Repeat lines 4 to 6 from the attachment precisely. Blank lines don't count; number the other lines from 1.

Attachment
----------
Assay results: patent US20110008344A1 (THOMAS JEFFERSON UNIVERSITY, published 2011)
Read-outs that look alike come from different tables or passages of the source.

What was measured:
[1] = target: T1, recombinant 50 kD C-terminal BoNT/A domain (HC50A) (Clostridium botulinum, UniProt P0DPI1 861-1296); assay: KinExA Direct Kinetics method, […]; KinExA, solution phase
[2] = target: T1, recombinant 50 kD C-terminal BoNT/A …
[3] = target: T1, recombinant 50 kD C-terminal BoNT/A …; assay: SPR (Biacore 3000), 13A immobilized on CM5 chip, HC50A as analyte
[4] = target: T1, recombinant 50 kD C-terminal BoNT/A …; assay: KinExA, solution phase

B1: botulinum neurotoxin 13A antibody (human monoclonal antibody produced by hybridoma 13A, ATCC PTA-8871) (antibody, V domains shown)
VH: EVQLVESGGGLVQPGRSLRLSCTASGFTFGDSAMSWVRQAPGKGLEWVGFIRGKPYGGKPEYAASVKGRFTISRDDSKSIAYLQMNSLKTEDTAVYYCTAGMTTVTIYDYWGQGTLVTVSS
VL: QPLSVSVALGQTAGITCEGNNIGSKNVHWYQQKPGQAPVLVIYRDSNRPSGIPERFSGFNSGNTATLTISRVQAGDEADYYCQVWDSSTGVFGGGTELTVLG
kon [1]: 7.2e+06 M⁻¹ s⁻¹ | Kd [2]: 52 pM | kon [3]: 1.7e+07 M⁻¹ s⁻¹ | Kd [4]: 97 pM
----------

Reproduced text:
[1] = target: T1, recombinant 50 kD C-terminal BoNT/A domain (HC50A) (Clostridium botulinum, UniProt P0DPI1 861-1296); assay: KinExA Direct Kinetics method, […]; KinExA, solution phase
[2] = target: T1, recombinant 50 kD C-terminal BoNT/A …
[3] = target: T1, recombinant 50 kD C-terminal BoNT/A …; assay: SPR (Biacore 3000), 13A immobilized on CM5 chip, HC50A as analyte